Brussels, 14 June 2005
From today onwards, GÉANT2, Europe’s world-class research networking infrastructure, will use pulsed light (photons), rather than electrons, to carry huge volumes of research data faster than ever before. Dark fibre-optic cables offering a performance of up to 320 Gigabit per second are lit to process data for advanced applications such as high-energy physics experiments or to connect radio telescopes worldwide. Europe’s research network will thereby supply unprecedented computing power to an estimated 3 million users from over 3 500 academic institutions in 34 countries across Europe. Compared with similar research networks in the US or in Asia, GÉANT2 innovates by seamlessly combining dark fibre with more traditional broadband technology, notably to supply research networking services to schools, via its partner networks.
“GÉANT2 is a truly giant step forward. With this modern network, we will ensure that researchers will be better and faster connected everywhere in Europe than anywhere else in the world”, said Information Society and Media Commissioner Viviane Reding at the launch of the upgraded network today in Luxembourg.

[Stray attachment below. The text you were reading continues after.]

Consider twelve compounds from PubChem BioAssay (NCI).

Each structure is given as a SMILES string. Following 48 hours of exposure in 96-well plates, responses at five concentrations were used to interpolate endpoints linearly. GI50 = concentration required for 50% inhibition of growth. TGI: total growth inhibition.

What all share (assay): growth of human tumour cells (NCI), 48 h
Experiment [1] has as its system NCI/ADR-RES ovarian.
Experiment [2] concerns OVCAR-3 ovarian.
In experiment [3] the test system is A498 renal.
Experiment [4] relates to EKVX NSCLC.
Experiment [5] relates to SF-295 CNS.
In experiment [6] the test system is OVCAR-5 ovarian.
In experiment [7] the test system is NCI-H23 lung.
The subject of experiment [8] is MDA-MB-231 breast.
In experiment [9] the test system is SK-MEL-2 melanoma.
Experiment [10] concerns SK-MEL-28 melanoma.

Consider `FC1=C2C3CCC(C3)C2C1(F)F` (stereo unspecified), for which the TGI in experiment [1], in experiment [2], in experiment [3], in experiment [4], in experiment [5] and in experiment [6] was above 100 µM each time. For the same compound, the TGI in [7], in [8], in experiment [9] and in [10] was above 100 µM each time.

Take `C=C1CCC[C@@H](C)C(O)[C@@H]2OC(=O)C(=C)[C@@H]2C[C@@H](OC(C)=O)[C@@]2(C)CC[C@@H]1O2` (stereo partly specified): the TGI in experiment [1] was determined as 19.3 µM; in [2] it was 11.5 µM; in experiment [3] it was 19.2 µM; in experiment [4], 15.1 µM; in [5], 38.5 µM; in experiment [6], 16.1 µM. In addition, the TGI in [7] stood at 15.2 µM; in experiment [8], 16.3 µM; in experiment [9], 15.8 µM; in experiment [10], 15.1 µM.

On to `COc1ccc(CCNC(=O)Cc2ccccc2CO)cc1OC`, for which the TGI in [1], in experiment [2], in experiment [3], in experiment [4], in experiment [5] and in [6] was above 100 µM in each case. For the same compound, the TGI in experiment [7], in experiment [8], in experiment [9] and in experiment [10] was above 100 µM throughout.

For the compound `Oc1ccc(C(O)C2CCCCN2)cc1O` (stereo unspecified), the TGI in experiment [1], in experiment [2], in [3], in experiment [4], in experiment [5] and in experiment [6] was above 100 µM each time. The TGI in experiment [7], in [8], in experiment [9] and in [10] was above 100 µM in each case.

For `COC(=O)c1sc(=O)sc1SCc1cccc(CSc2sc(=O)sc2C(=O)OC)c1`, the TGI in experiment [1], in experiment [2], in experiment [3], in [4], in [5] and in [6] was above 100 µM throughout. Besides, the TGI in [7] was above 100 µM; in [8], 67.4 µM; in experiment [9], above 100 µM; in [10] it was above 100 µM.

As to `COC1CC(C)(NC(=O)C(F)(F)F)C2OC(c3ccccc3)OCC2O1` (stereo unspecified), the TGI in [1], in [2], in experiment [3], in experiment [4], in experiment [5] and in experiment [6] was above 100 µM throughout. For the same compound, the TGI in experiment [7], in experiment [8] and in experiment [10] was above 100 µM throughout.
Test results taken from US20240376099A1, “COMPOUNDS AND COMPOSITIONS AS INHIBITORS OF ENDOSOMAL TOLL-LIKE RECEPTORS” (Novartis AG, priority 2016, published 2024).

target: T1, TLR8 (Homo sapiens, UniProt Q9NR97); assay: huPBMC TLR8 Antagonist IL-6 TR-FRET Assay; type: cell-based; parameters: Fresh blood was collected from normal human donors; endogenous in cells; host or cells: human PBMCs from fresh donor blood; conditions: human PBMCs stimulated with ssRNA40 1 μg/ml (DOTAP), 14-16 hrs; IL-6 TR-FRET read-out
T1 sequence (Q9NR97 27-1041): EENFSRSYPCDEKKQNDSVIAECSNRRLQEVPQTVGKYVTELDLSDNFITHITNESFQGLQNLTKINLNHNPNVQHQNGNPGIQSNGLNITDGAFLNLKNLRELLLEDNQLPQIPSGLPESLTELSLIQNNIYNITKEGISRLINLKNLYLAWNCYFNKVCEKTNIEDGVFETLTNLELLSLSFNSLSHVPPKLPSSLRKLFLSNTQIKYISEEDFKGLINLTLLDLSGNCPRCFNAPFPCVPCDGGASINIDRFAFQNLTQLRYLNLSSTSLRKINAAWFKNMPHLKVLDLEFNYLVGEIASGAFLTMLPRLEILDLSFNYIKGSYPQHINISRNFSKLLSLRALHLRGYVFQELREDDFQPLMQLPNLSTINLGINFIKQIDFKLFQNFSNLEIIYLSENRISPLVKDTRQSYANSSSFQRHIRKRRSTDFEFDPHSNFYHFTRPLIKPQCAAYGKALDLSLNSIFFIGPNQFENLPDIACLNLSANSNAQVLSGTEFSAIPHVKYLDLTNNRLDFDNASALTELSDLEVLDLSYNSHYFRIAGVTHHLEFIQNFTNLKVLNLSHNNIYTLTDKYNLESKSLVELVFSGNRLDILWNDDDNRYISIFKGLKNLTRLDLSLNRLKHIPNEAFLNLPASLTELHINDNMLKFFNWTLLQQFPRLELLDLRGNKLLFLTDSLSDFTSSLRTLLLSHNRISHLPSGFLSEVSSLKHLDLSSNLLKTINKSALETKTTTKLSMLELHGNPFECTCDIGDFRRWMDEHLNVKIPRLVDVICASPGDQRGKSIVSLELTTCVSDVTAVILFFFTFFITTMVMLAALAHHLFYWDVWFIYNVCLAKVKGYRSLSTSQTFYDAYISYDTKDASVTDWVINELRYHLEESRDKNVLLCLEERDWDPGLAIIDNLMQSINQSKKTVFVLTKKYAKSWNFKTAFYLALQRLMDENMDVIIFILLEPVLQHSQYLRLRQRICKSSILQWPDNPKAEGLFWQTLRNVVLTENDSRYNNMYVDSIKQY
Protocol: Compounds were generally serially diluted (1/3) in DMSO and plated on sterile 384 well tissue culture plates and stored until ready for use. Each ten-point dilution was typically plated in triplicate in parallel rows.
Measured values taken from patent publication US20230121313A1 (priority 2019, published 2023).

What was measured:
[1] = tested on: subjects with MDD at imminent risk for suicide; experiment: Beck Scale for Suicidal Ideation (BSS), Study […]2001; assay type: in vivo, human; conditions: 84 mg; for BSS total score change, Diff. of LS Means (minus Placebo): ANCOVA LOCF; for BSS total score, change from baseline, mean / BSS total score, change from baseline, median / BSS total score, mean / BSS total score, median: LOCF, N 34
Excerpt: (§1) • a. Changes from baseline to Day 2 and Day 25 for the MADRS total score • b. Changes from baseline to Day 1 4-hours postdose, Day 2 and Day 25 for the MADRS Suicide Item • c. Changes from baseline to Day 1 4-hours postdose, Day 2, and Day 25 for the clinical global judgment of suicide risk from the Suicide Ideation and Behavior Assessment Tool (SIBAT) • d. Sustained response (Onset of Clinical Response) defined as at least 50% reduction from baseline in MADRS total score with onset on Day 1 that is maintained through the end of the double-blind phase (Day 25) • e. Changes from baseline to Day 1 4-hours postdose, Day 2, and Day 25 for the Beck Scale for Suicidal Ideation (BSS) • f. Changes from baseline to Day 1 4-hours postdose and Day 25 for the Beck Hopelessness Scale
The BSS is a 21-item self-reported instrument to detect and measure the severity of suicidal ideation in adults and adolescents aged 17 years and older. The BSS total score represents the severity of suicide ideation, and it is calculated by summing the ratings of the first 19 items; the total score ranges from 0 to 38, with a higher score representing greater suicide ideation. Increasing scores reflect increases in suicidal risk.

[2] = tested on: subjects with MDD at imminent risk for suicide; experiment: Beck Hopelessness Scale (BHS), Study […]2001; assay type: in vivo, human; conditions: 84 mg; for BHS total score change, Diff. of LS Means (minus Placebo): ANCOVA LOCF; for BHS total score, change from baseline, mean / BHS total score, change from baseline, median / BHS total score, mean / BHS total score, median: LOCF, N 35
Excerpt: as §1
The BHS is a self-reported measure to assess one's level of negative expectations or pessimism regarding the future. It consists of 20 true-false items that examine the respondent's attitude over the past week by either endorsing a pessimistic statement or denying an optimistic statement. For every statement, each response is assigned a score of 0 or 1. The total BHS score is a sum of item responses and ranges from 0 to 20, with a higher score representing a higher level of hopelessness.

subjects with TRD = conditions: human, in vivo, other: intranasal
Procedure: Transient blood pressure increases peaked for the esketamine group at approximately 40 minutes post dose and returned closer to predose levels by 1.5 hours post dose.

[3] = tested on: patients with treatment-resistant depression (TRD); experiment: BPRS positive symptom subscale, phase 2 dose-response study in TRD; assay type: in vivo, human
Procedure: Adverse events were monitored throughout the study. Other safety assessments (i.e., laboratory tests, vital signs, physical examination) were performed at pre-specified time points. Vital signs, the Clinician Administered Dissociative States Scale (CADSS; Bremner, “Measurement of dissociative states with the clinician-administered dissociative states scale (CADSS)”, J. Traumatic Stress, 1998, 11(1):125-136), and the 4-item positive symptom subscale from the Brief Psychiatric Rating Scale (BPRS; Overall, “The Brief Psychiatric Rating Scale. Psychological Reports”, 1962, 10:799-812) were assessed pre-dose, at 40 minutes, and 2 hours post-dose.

Following a substantial upgrade of the network, GÉANT2 will provide a Europe-wide “roaming” service that enables scientists to access the network and their home university’s working environments from anywhere, at any time. In radio astronomy, GÉANT2 provides the ability to observe the universe in real time, by linking up radio telescopes across Europe.
The original GÉANT network has been the first pan-European multi-gigabit data communications network that served research and education needs from Iceland to the Caucasus and beyond. It created the world’s largest interconnected community of scientists and academics, enabling them to share research data faster than ever before. This has attracted advanced research work to Europe, ranging from applications exploiting the new Internet Protocol Version 6 to Grid computing. GEANT also handled peta-bytes of data from the large hadron collider at CERN.
Financially, GEANT2 is the result of joint efforts at European and national level. The European Commission contributes €93 million to this project (see IP/04/1058), just under half the total cost. The rest is funded by national research and education networks. Without EU funding, GÉANT would continue as at present, but would lose its innovative, market-leading role.
Promoting high-speed and secure broadband networks that offer rich and diverse content is a key focus of the Commission’s new strategy “i2010 – European Information Society 2010” (see IP/05/643). The i2010-strategy aims at promoting growth and jobs through the use of information and communication technologies.
For further information: